Tetralogy of Fallot (TOF) is the most common congenital heart disease with an incidence of 3.01 per 10000 live births,[1] and is characterized by a large ventricular septal defect (VSD), overriding aorta, obstruction of the right ventricular outflow tract, and right ventricular hypertrophy. The right ventricular outflow obstruction could be subvalvular, valvular, supravalvular, or at the level of the pulmonary arterial branches.[2] The pulmonary valve morphology in patients with TOF is commonly abnormal, and most data in literature has been obtained from the study of surgical heart specimens during autopsy, which could be biased due to different survival rates of patients with various anatomic variations. Because of the current trends towards valve sparing techniques and native valve cusp augmentation techniques to reduce the incidence of pulmonary regurgitation and its long-term complications following corrective TOF repair,[3],[4] preoperative awareness of pulmonary valve morphology could contribute towards better surgical planning. Multidetector cardiac computed tomography (CT) gives good anatomic detail of the cardia, its vascular structures, and valves. The purpose of this study was to evaluate the pulmonary valve morphology and to assess its association with the degree of hypoplasia of infundibulum and pulmonary trunk in TOF.


   Materials and Methods Top


This was a retrospective study of 30 patients with combined clinical and echocardiographic diagnosis of TOF who were referred for cardiac CT between November 2014 and August 2016.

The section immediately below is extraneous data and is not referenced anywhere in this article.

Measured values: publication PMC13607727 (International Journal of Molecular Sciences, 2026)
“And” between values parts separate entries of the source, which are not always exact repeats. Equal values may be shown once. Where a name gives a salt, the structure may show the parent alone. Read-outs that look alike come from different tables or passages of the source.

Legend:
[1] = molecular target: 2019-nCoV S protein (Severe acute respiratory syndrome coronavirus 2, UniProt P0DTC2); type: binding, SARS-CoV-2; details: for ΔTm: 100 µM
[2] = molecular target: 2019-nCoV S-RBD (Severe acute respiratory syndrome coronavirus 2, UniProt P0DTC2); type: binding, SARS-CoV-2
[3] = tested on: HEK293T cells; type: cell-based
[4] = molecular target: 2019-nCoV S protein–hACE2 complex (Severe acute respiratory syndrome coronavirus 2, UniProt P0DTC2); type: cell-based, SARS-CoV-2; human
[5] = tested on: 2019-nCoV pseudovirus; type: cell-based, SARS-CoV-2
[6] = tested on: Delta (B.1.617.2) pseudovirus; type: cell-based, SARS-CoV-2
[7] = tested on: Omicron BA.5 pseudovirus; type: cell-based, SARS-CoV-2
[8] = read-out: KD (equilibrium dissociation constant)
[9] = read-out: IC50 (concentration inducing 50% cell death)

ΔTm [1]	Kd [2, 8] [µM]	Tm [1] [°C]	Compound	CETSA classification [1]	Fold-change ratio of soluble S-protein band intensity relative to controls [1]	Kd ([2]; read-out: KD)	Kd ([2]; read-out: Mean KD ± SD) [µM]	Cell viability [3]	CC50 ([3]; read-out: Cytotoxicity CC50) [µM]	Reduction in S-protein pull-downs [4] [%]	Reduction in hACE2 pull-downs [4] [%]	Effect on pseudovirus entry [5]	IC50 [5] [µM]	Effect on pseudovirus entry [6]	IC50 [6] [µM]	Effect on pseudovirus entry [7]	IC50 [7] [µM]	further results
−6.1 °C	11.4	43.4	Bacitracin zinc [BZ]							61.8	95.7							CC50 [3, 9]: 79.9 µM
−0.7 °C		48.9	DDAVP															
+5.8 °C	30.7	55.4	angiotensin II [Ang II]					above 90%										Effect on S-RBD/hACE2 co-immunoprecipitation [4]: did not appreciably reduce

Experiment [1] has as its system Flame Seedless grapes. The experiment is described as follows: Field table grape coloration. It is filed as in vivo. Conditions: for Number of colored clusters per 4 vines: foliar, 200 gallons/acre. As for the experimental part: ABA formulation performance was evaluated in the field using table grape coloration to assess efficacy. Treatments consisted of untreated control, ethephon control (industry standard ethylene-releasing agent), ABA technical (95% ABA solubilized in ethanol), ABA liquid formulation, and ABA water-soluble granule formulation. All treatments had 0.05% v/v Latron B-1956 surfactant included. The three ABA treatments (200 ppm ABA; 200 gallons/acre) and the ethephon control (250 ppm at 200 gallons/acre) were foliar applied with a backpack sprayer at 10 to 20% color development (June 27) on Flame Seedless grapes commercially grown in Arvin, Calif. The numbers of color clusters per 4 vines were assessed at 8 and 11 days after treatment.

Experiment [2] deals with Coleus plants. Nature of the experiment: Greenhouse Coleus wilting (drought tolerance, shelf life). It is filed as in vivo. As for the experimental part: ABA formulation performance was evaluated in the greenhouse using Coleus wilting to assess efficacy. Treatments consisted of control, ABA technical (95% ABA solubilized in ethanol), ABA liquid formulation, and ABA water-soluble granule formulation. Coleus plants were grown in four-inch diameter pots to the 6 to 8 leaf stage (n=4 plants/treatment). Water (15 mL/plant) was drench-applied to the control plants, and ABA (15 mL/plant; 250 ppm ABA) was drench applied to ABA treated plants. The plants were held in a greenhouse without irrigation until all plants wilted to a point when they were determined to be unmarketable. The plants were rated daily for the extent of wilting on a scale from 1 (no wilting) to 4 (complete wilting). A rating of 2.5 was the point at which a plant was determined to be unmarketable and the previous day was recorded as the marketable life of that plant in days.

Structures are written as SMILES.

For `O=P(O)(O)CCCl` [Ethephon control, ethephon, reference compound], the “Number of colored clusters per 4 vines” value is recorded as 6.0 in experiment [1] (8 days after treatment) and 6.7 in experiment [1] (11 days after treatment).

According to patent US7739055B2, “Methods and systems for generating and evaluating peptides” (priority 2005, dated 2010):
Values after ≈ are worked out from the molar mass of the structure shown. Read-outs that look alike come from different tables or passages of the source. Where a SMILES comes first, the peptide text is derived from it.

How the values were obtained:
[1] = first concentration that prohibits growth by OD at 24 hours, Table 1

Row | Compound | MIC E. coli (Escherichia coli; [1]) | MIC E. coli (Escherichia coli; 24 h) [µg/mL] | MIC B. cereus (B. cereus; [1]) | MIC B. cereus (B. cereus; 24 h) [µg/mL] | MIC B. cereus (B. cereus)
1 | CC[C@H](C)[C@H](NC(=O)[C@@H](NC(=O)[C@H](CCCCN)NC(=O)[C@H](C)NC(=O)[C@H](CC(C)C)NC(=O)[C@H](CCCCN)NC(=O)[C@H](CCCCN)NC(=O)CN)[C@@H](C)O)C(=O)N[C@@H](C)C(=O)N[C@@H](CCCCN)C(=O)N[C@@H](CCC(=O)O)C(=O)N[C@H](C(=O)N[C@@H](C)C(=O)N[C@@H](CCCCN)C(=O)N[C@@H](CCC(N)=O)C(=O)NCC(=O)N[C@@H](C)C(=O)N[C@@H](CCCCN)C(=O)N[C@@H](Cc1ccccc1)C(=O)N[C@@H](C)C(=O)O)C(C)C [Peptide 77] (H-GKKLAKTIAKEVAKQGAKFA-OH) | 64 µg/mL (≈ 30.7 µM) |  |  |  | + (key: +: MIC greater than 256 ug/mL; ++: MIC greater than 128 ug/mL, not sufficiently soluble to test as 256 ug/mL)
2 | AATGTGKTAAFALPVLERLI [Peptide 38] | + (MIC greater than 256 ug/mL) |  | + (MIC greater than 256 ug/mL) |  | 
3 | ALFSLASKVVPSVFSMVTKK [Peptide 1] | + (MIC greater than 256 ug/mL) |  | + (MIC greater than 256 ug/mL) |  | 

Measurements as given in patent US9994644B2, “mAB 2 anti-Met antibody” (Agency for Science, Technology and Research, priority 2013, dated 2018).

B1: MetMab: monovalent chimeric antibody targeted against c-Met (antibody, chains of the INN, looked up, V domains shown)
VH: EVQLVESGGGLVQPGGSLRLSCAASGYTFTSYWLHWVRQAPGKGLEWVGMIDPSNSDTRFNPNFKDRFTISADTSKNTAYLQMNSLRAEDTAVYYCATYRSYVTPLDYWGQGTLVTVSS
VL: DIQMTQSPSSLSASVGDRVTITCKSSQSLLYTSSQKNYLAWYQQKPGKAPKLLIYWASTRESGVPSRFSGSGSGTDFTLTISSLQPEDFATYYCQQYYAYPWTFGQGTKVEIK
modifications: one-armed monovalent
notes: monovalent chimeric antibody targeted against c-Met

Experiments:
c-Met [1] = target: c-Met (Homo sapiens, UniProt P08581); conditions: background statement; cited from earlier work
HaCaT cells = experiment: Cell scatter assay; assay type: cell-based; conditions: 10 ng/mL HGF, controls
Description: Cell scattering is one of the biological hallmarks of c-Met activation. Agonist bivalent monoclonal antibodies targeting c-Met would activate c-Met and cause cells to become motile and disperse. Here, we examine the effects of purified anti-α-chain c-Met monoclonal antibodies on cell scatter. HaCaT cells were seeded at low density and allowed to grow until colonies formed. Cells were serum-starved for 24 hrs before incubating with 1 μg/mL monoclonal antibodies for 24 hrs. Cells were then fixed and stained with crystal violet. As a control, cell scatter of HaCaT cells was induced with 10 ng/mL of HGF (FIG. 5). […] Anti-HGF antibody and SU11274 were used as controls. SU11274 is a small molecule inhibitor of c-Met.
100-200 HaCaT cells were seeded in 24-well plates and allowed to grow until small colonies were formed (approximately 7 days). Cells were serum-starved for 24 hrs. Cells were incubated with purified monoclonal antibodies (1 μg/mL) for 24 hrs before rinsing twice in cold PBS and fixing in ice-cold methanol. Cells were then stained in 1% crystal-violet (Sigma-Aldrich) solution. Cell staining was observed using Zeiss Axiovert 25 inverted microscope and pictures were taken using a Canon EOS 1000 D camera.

All the CT scans were performed in a 64 slice CT scanner (General Electric Medical Systems; Discovery CT 750HD) with retrospective electrocardiographic (ECG) gating. Nonionic contrast agent, calculated according to the weight of patient, with a maximum dose of 2 ml/kg was injected at a rate of 2.5 ml/s into a peripheral vein. The scan was triggered at contrast density of 200 HU in the pulmonary trunk. The exposure factors were optimized for the pediatric age. The scanning parameters were gantry rotation time of 350 ms, pitch of 0.24, tube potential of 80–100 kVp, tube current of 300 mAs, and field of view of 25 cm. The acquired images were reconstructed at 10% interval of R-R and then transferred to a separate workstation (AW Server 2.0, General Electric Medical Systems) for multiplanar reconstruction.

The CT images were reviewed for the morphology of pulmonary valve, infundibulum, pulmonary trunk, right pulmonary artery, and left pulmonary artery as described below.

Pulmonary valve: The size of the pulmonary annulus, the number of cusps, the number and location of commissures, and the number of raphe were noted. Each pulmonary valve was categorized as quadricuspid, tricuspid, bicuspid, unicuspid, absent, atretic, or indeterminate. The pulmonary valve was considered atretic if there was tissue interposed between the infundibulum and the main pulmonary artery. The pulmonary valve morphology was considered indeterminate if there was definite valve tissue present, which could not be categorized into typical quadricuspid, tricuspid, bicuspid, or unicuspid morphology on CT.

Infundibulum: Infundibular stenosis was categorized as none, mild-to-moderate, severe, or atretic based on the expected size of the infundibulum for that patient, taking into account the narrowest portion of the infundibulum.[5]